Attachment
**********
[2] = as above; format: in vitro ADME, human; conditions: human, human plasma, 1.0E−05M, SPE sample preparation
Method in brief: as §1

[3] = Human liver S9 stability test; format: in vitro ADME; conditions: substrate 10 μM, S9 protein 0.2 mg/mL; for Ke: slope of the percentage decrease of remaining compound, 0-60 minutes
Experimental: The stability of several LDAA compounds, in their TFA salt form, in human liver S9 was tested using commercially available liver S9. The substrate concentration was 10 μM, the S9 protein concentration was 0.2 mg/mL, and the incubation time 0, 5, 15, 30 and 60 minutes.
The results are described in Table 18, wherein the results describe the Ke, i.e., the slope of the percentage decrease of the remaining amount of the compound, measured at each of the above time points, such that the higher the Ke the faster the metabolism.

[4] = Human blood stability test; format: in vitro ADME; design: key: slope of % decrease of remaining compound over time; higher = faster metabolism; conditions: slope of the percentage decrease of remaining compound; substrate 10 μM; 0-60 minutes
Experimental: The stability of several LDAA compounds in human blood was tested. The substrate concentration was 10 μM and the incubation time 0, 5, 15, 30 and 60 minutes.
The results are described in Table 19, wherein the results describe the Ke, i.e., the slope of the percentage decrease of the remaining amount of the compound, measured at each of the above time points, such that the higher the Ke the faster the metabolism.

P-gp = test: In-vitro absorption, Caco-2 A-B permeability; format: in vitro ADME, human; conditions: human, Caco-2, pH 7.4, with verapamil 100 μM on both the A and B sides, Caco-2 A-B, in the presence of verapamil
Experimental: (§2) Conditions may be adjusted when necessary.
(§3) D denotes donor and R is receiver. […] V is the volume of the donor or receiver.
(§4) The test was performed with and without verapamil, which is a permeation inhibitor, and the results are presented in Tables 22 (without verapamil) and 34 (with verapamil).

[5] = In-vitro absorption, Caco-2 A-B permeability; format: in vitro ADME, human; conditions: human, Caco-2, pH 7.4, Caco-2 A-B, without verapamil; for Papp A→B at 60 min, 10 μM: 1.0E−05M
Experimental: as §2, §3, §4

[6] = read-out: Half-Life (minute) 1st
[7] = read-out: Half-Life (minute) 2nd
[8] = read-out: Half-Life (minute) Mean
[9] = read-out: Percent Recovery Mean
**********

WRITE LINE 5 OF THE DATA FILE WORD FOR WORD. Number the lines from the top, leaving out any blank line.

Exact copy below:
The results are described in Table 18, wherein the results describe the Ke, i.e., the slope of the percentage decrease of the remaining amount of the compound, measured at each of the above time points, such that the higher the Ke the faster the metabolism.